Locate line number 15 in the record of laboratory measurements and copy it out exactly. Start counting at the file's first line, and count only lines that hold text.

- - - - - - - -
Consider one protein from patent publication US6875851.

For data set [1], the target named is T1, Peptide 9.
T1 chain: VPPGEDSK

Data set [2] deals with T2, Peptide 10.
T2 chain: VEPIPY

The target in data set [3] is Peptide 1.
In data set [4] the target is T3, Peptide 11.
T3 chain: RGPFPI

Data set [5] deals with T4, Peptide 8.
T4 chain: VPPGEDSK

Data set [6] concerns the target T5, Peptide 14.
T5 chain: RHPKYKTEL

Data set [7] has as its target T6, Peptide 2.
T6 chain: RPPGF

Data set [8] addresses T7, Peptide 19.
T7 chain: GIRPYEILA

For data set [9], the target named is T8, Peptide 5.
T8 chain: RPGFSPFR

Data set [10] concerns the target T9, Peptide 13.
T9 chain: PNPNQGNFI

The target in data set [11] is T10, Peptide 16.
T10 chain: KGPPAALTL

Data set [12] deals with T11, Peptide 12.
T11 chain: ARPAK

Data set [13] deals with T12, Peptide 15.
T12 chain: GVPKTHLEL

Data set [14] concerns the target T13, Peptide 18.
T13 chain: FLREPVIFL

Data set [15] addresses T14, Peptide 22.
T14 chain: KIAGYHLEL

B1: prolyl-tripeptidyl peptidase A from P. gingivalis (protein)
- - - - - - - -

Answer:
Data set [8] addresses T7, Peptide 19.